Quod non est in actis non est in Mundo : legal words, unspeakability and the same-sex marriage issue
Faculty of Law
Law and critique. - Liverpool
, p. 65-81
University of Antwerp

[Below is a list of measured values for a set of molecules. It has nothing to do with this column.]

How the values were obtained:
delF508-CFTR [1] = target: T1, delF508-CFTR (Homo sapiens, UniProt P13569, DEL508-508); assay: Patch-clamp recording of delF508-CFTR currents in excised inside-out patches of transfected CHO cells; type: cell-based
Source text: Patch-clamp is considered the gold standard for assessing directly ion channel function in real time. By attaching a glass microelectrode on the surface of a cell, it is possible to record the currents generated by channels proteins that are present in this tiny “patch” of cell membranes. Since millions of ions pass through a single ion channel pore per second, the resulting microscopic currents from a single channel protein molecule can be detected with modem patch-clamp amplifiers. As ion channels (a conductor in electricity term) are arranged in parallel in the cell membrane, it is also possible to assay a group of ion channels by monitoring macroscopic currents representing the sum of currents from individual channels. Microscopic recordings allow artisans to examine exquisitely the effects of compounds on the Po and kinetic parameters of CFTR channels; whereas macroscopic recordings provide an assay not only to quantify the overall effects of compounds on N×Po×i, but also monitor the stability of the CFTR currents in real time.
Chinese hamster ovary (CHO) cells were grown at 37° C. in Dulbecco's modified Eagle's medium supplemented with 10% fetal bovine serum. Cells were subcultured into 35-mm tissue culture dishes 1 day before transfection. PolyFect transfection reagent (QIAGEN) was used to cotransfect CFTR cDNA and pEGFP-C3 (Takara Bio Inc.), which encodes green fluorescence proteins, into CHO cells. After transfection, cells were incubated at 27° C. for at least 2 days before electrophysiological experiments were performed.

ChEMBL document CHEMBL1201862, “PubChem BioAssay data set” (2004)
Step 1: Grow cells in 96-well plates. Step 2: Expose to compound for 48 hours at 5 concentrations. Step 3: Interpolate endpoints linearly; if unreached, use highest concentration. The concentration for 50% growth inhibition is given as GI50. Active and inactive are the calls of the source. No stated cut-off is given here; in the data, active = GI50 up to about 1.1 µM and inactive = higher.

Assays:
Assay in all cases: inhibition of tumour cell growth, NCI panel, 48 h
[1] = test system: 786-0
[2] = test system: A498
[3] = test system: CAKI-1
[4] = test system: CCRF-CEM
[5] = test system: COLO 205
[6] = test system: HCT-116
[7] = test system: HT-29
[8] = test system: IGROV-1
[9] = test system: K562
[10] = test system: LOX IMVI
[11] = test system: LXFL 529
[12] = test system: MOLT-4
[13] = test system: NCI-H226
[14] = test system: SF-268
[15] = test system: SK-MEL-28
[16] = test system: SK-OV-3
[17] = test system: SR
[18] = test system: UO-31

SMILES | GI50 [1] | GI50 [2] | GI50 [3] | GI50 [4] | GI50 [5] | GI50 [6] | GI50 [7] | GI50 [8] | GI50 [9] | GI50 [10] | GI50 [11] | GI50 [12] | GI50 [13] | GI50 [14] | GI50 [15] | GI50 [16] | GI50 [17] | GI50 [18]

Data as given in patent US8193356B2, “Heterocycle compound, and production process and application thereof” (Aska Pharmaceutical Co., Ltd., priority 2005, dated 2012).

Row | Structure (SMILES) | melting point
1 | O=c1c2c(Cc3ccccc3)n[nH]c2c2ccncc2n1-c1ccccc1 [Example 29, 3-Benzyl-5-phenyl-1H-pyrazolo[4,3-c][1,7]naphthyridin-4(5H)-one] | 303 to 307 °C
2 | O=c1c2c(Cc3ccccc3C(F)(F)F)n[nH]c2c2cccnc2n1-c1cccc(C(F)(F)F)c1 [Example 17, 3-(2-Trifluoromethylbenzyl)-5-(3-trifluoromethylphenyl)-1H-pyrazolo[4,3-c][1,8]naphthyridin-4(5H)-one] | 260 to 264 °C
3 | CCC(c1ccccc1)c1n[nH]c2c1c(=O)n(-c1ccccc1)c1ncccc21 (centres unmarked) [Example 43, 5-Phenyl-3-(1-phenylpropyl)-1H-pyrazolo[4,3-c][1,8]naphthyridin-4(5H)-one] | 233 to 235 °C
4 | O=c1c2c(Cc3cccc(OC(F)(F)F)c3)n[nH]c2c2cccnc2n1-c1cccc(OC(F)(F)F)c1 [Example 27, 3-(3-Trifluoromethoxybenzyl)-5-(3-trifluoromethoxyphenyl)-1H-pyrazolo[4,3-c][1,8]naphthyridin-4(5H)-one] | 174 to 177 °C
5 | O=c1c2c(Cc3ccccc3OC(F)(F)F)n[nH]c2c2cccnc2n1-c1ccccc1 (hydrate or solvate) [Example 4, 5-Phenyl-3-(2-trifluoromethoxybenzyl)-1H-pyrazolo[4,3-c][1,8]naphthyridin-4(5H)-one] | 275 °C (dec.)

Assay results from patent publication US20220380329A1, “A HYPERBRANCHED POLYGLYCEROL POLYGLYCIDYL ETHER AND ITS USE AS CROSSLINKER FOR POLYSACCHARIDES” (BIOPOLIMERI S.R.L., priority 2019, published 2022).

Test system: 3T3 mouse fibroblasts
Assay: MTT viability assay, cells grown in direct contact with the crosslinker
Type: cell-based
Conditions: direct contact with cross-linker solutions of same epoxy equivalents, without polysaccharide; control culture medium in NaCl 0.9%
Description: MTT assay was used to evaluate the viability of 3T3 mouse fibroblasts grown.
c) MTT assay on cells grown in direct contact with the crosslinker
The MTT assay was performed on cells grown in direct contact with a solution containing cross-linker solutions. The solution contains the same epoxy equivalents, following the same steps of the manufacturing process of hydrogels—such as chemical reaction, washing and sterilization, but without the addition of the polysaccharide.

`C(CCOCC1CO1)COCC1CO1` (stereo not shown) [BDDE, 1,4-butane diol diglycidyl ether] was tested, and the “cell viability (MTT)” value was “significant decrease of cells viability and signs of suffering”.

This article centres on the legal recognition of same-sex marriage with a view to exploring the issue of unspeakability; that is, the condition whereby some questions cannot be articulated because of a lack of words. More specifically, the article will explore what happens to those social practices that are not given legal speakability and thereby legal recognition/protection. To this end, I first focus on how words are produced in the sphere of everyday life and their dependence on the existence of a widespread normality. I then discuss how the law sees to the preservation and the reproduction of normality by providing a set of categories which are made available to law-abiders to settle disputes when they arise. In doing so, I elucidate the twofold role played by law as both a selective and a creative device. To cast some light on the particular way law operates, I discuss an important decision by the Italian Constitutional Court in 2010, which provides a telling example of how legal officials are able to seal off the set of legal categories and to leave some issues in the sphere of the unspeakable. I then unearth a paradox: while unspeakability reveals a condition of powerlessness, the acquisition of speakability could bring about even harsher exclusionary effects. I conclude by arguing that the entry into the sphere of official law is always a Janus-faced achievement, but can play as an effective instrument of critique.